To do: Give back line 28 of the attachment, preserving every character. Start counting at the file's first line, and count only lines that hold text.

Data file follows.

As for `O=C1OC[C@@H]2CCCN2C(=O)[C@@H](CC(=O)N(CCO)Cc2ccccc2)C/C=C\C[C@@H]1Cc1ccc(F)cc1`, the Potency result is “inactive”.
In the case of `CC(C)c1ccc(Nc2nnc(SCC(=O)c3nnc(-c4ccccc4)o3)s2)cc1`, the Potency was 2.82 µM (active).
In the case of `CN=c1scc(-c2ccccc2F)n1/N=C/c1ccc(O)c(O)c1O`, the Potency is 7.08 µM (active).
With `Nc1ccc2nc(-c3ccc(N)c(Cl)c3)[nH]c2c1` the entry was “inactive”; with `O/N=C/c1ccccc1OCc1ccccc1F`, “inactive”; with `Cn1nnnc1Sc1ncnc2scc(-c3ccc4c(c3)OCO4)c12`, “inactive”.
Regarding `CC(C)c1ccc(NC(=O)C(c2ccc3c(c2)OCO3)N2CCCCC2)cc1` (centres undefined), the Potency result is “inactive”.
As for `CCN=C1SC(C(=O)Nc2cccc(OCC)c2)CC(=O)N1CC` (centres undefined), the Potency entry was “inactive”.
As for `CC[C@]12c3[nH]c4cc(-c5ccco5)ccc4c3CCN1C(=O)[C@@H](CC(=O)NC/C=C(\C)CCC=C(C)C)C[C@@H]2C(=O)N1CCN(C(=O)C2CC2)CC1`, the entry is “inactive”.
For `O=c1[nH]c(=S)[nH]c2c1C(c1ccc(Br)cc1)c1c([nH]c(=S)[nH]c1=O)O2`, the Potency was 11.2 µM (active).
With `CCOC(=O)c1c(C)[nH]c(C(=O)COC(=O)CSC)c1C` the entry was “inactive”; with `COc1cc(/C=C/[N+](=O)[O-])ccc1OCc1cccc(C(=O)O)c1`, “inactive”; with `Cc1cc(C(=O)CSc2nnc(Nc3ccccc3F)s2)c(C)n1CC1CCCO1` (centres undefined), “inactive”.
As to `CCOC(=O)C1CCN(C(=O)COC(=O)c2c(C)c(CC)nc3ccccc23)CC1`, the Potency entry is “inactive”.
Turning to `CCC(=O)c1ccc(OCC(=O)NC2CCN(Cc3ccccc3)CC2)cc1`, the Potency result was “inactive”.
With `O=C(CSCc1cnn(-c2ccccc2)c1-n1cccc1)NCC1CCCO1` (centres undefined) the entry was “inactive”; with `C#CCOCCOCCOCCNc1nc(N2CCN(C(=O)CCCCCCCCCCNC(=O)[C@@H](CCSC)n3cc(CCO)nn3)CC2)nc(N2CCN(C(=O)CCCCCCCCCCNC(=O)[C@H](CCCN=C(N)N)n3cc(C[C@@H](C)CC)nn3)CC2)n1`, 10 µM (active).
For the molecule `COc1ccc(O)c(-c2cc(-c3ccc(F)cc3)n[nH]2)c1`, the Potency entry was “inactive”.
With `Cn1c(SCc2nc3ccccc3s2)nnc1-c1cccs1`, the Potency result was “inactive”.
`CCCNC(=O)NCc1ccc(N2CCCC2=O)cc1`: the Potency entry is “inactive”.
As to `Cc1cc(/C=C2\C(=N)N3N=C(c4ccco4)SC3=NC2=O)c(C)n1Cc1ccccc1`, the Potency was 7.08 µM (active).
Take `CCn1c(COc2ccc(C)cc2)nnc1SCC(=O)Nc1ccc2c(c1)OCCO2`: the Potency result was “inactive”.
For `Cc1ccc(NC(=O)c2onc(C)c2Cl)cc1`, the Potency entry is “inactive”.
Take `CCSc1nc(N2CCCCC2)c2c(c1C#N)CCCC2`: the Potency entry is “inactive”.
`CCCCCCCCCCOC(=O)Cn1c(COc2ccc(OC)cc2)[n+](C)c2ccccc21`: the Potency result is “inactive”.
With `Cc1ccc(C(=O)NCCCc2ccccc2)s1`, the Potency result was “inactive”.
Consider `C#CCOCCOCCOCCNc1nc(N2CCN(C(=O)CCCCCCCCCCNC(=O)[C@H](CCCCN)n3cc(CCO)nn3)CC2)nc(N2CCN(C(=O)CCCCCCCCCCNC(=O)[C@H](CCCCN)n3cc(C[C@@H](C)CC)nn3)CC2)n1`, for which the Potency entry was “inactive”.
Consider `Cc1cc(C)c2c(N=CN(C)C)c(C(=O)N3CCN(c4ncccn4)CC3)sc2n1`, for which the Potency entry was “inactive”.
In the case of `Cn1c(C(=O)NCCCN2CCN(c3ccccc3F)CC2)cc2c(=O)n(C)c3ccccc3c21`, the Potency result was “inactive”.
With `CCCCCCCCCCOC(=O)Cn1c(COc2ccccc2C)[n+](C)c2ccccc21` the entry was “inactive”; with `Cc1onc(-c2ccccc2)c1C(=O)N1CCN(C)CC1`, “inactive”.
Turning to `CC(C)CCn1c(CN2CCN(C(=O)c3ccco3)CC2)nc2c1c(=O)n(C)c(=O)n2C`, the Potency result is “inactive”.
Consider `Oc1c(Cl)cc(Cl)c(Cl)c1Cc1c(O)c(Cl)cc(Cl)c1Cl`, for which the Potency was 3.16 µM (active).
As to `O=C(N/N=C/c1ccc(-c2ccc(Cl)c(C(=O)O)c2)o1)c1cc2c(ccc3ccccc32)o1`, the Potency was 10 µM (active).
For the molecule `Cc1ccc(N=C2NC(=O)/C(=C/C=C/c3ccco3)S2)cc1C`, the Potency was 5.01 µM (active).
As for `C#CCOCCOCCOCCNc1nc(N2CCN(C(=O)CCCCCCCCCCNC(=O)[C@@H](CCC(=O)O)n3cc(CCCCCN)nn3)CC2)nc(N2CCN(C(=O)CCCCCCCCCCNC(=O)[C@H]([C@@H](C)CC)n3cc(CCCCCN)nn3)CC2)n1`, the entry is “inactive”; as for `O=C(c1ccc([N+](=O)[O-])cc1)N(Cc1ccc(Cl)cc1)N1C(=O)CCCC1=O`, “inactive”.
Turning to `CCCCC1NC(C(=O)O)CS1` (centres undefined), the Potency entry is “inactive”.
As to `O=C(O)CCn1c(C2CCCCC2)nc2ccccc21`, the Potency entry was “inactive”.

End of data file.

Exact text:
As to `O=C(N/N=C/c1ccc(-c2ccc(Cl)c(C(=O)O)c2)o1)c1cc2c(ccc3ccccc32)o1`, the Potency was 10 µM (active).